April 20, 2022 Reading Time: 5 minutes

The United States federal government spends $38 billion every year subsidizing the meat and dairy industries. Research from 2015 shows this subsidization reduces the price of Big Macs from $13 to $5 and the price of a pound of hamburger meat from $30 to the $5 we see today. Subsidies, however, only reduce the price of meat, not its total cost. Subsidies shift part of the costs of meat production to non-meat consumers. In free markets for private goods, consumers should bear the costs of production. With subsidized meat, those who neither consume meat nor benefit from its production pay much of its cost of production. Nor do even the resulting higher subsidy expenditures account for the entire costs of meat subsidization. 

In recent years, multiple organizations, from the Environmental Defense Fund to the Sierra Club have demanded expansive policies to address environmental concerns, from climate change to ocean pollution. Few focus on the extent to which subsidizing industrialized agriculture contributes to the struggle to maintain the world’s resources and environment for future generations to enjoy. The World Resources Institute shows that agricultural land use produces 13 percent of man-made greenhouse gas emissions. Other studies find that agriculture alone produces 15 percent of all emissions, half of which result from the production of livestock. University of Oxford scientists evaluated British diets and found that meat-rich diets (more than 100g of meat per day) resulted in 7.2kg of CO2 emissions, vegetarian and pescatarian diets about 3.8kg of CO2 per day, and vegan diets only 2.9kg per day. Much of this difference comes from heavy reliance on cattle production. 

Tracking the environmental costs of meat production beyond just the initial resource and energy use, costs climb even higher. Consider, for example, the negative effect that meat subsidies have on the preservation of the Amazon rainforest. While a number of reasons exist to value the rainforest, one can easily support preserving its diversity of plant and animal life. One study estimated the Amazon to contain 10,000 endangered species. Brazilian meat subsidies, however, incentivize the destruction of this precious resource. From 2008 to 2017, the Brazilian government invested $22.2 billion in the beef industry. In two extraordinary years, 2015 and 2016, tax revenue from the meat sector fell short of the government benefits it received. While problematic on their own, such economic incentives encourage cattle producers to burn additional rainforest, mostly illegally, to make additional room for cattle ranching, destroying endangered species’ habitat in the process. Habitat destruction results, in part, from distorted price signals up and down the meat supply chain, highlighting an incentive problem rather than a moral deficit on the part of farmers pursuing a livelihood.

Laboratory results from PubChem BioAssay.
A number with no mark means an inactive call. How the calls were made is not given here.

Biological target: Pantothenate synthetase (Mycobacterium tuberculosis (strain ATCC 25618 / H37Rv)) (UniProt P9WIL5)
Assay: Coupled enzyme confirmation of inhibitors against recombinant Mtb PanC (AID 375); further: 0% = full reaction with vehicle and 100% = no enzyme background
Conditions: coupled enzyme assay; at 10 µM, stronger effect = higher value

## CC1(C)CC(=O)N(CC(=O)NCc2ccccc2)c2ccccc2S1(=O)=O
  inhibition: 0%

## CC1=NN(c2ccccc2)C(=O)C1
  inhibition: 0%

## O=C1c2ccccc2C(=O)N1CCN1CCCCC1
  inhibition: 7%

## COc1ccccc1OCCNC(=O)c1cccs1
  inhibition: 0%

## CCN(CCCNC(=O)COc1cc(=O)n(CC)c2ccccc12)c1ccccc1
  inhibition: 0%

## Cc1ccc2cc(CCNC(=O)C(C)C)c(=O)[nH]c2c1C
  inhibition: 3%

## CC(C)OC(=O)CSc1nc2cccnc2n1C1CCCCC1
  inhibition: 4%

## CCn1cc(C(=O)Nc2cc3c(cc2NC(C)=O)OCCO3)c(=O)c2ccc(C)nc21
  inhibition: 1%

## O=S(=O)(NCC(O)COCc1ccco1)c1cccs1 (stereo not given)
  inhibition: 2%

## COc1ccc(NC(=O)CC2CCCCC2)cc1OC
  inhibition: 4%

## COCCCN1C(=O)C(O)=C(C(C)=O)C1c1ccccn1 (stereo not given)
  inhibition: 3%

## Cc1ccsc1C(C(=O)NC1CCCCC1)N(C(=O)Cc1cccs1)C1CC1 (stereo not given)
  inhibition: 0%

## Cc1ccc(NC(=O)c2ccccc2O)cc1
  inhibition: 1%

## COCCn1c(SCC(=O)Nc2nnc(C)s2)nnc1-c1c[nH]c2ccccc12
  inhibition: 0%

Meat subsidies impose further costs on the communities where meat production and processing occur. John Locke noted in his Second Treatise of Government that people have a right to better themselves and to prevent others from violating their physical health without consent. Of course, having that right does not mean people always exercise it, or that they never participate in activities compromising their own health. Studies highlight such tradeoffs between income and health with evidence that industrial farmers more frequently suffer respiratory illnesses like staph infections and chronic bronchitis than those not working in agriculture. 

Substantial meat production costs live on as negative externalities, harming the broader general welfare in communities where meat gets produced, harvested, and processed. The Government Accountability Office reported on 15 studies linking animal waste from industrial livestock farms to health problems for the surrounding communities, ranging from increased risk of diarrhea to respiratory problems, depression, miscarriages, and high blood pressure, among others. A North Carolina Department of Health and Human Services study found that students in middle schools up to three miles away from hog farms had higher rates of asthma that they attributed in part to nearby meat processing facilities, while at the same time acknowledging the possibility of other confounding factors associated with low-income communities. 

The effects of cattle and hog production differ at the margins, but the costs to surrounding communities occur regardless, and weigh heavily on their welfare. Less subsidization reflecting truer, higher, production costs, while scoring few points with producers, may lead to reduced consumption and thus to reduced environmental and health costs for surrounding communities.